July 20, 2022
Remember how easy it was to make friends as a kid? It was as if you could walk up to anyone and instantaneously become best friends with them.
But for some reason meeting new people and making new friends as an adult seems more challenging than ever. Sometimes, it feels near impossible.
But there are several reasons for this.
You are not alone if you’ve lost touch with most of your friends. One study in 2016 suggests that people’s connections with others start to decline after 25 years of age.
As we get older, our priorities and responsibilities evolve, and with the combination of work, finances, family life, to-do lists, and our relationships, it can feel that all these things compete with each other for time and attention.
Unfortunately, our relationships with others can often slip through the cracks over time.
Think about how often you’ve canceled a meeting with a friend because something came up. Life happens, and whether the excuse is legitimate or not, our friendships are the easiest to put on hold. When this habitually happens, the relationship ties become weaker and weaker.
Friendships are investments that take time and effort.
In a study published in the Journal of Social and Personal Relationships, the average adults need to invest 50 hours with another person to consider them a casual friend and about 200 hours for the other person to be considered a close friend.
It goes without saying that time should be allocated to develop our relationships with other people. The more meaningful the relationship, the more attention it may need, and with our busy schedules, it can definitely be an obstacle in making time.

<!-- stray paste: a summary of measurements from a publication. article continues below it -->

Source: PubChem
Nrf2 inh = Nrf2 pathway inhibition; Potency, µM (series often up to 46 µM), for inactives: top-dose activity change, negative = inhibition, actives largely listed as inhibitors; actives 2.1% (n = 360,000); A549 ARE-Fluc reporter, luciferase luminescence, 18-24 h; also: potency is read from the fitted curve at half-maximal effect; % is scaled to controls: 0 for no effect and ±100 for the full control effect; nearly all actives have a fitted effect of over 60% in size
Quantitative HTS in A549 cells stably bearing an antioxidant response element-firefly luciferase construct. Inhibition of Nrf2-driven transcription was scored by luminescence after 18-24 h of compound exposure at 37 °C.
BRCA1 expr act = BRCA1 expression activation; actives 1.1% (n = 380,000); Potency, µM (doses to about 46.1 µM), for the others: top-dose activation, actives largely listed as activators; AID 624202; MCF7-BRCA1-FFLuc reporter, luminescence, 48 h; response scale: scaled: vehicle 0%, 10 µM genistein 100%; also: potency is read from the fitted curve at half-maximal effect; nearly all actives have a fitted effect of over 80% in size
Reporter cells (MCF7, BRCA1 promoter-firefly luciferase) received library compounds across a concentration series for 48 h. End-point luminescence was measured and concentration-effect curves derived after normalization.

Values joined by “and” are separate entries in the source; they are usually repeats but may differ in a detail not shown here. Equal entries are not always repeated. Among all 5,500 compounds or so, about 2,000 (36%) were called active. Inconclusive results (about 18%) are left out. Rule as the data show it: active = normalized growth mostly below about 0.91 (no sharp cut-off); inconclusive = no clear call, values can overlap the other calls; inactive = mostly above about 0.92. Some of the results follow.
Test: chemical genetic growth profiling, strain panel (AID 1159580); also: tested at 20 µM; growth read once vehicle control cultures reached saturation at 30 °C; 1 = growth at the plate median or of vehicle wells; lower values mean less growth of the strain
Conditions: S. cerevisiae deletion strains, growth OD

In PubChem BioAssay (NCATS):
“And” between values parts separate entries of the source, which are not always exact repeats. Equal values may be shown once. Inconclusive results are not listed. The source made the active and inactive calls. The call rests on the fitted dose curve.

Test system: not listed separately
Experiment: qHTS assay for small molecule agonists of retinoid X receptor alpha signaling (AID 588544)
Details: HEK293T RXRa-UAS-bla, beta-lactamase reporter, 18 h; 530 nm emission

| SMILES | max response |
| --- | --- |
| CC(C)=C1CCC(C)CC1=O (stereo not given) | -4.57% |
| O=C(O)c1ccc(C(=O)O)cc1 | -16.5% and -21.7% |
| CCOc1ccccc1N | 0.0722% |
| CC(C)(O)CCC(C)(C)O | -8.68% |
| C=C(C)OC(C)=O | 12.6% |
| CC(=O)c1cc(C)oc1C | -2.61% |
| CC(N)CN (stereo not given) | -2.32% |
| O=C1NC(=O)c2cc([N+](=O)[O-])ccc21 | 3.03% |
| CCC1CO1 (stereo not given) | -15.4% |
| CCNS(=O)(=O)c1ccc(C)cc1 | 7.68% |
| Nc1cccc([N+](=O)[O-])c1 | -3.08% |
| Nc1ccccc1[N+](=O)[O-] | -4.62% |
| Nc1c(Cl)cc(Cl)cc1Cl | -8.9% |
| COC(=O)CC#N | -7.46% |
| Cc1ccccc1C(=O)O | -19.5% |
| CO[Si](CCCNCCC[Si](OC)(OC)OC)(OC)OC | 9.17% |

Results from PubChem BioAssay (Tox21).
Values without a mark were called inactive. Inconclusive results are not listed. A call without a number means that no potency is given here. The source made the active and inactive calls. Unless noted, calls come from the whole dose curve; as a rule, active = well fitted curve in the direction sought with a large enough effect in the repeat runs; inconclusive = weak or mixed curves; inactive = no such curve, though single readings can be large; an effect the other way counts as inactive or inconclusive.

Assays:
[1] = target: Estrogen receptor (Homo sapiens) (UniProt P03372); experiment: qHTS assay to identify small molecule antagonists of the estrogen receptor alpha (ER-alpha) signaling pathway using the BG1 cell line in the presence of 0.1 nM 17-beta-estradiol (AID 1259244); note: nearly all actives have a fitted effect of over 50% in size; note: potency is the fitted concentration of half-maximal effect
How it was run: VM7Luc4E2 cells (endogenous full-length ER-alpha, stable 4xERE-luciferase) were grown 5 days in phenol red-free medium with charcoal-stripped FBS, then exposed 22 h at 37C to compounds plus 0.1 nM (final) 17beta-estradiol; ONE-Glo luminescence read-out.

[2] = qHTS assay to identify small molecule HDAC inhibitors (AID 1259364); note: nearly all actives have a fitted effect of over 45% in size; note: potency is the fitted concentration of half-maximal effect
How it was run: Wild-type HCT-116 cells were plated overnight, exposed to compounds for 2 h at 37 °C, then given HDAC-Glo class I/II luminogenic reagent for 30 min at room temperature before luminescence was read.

Having good and healthy relationships makes us healthier and happier.
Dr. Robert Waldinger, a Harvard researcher and the fourth director of the longest study on happiness, says, “While many young people tend to think that fame, fortune, and hard work will bring them happiness, it’s actually our social connections that are the most important to our well-being.”
Positive relationships provide emotional support that can help us get through difficult times. They also are an excellent source of encouragement and motivation and boost our sense of self-worth.
These types of friendships positively influence our lives.
But if you struggle to make friends or keep them, know it is not too late.
The best course to start making friends is to start connecting with others.
Meeting new people and making new friends can be intimidating. But to support our overall well-being, we should invest time towards creating positive relationships with the right people.
Forcing yourself to start talking to people can be a significant source of anxiety. But meeting and talking to new people doesn’t have to be a big networking event. It can be a simple gesture toward someone that lets them know and feel acknowledged.
We can start small without forcing ourselves to cast out our entire friendship net. After all, we wouldn’t want to discourage or prevent you from going out there.
To start connecting with people, you can start with:
Along the way, you may come across people who won’t reciprocate your friendly gestures, and that’s okay.
Don’t give up!
Making new friends is not impossible.
With just a little courage and resilience, you could be on your way to connecting with others, making new friends, and developing yourself and relationships.